Mia Rosenblatt, Associate Director of Policy, Evidence and Influencing at Breast Cancer Now, said:

“That half of women in England with...

New research findings published in the New England Journal of Medicine, that found that pembrolizumab, if given in combination with chemotherapy before surgery,...

The Scottish Medicines Consortium (SMC) has today announced its decision to recommend two new treatments – trastuzumab deruxtecan (Enhertu) and tucatinib (Tukysa...

A woman stands near a busy London road with a megaphone
PUBLISHED ON: PUBLISHED: 25 May 2017 UPDATED: 8 February 2022

As 2021 comes to a close, we wanted to highlight some of the key issues we’ve been campaigning on this year, as well as some big wins we’ve secured together. 

Philippa
PUBLISHED ON: PUBLISHED: 25 May 2017 UPDATED: 8 February 2022

Earlier this year, we launched a campaign to ensure all eligible patients can access Trodelvy, an exciting new drug that could give some people living with incurable breast cancer the hope of more time. 

PUBLISHED ON: PUBLISHED: 25 May 2017 UPDATED: 8 February 2022

In this blog, we will look at the work we are doing alongside a coalition of over 50 health organisations, including Cancer Research, Macmillan Cancer Support, and The Health Foundation, to influence the Health and Care Bill, and why it matters for people affected by breast cancer.

Anna, who has bobbed brown hair, smiles while holding up a medal from one of her many races. She is wearing a bright pink top.
PUBLISHED ON: PUBLISHED: 25 May 2017 UPDATED: 8 February 2022

In October 2021, we were very disappointed to learn that the National Institute for Health and Care Excellence (NICE) was provisionally unable to recommend tucatinib with trastuzumab and capecitabine for routine use on the NHS.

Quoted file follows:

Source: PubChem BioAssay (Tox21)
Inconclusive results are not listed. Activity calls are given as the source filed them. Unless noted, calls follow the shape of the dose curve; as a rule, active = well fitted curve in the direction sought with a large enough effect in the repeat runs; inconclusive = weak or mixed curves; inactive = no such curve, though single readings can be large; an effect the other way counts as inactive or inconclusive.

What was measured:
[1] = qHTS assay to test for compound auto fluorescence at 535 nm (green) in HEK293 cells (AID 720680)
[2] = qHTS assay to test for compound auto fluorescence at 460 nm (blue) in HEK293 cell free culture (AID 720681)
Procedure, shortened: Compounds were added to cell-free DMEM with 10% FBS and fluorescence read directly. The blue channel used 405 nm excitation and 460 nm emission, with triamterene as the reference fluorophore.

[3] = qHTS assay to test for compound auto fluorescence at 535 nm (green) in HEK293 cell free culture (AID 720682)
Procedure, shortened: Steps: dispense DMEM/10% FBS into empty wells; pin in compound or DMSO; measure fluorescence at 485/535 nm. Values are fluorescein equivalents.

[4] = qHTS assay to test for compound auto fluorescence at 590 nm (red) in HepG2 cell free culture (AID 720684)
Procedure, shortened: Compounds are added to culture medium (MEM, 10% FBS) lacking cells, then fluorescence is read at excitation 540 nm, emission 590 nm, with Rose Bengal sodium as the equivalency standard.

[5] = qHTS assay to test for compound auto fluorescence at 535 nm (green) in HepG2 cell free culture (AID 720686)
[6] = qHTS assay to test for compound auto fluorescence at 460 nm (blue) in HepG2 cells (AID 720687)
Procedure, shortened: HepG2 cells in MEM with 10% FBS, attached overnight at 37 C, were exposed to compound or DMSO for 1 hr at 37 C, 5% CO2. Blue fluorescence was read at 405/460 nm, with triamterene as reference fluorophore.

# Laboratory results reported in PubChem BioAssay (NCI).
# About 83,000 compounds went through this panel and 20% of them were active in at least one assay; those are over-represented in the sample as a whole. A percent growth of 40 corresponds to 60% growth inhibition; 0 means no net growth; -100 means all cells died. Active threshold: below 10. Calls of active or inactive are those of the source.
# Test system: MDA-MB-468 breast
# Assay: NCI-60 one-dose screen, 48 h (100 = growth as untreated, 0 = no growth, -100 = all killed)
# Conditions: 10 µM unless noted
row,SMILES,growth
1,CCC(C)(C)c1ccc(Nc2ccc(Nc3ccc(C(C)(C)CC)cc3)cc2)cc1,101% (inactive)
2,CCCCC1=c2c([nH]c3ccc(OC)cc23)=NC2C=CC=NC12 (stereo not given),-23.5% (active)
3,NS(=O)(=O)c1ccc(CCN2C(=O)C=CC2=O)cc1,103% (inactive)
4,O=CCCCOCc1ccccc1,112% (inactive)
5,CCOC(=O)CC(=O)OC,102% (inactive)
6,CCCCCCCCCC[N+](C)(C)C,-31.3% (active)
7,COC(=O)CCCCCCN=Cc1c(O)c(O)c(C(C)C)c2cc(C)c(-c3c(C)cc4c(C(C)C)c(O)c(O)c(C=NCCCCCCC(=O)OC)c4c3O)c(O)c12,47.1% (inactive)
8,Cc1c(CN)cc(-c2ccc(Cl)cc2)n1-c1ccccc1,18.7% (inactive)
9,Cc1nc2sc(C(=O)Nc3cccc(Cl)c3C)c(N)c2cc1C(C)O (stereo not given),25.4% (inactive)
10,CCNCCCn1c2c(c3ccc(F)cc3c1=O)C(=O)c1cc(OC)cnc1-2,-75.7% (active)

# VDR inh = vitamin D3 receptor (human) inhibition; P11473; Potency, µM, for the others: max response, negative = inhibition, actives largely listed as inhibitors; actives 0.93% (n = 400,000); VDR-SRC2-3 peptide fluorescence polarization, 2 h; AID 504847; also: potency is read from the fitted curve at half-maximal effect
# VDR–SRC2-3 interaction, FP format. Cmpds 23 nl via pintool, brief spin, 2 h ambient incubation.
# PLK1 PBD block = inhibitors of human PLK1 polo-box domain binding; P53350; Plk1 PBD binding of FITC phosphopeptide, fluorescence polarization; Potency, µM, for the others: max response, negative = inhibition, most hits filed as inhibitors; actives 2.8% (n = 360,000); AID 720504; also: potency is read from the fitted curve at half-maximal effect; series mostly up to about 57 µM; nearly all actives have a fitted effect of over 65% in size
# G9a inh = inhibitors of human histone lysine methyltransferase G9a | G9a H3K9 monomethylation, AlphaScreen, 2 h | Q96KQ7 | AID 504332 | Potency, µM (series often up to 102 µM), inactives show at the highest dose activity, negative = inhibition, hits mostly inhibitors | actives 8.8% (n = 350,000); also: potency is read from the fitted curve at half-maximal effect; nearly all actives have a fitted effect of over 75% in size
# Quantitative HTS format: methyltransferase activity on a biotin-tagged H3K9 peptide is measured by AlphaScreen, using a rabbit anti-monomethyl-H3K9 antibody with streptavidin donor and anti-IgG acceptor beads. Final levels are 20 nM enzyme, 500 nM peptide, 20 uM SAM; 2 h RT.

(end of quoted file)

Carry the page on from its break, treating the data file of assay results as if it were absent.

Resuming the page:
A group of women meeting at parliament in order to speak with MPs about secondary breast cancer
PUBLISHED ON: PUBLISHED: 25 May 2017 UPDATED: 8 February 2022

We’re committed to improving treatment, care and services for people living with secondary breast cancer, which is why it’s a central part of our new strategy. 

A split image showing Holly, a young woman with long dark hair, and Edd, a young man with short curly hair
PUBLISHED ON: PUBLISHED: 25 May 2017 UPDATED: 8 February 2022

Ever wondered how new drugs get tested and approved? This week, we'll be hearing from Edd and Holly about how substances go from lab experiments to licensed treatments.

The National Institute for Health and Care Excellence (NICE) has today (Thursday 12th August 2021) announced its decision to approve abemaciclib with fulvestrant...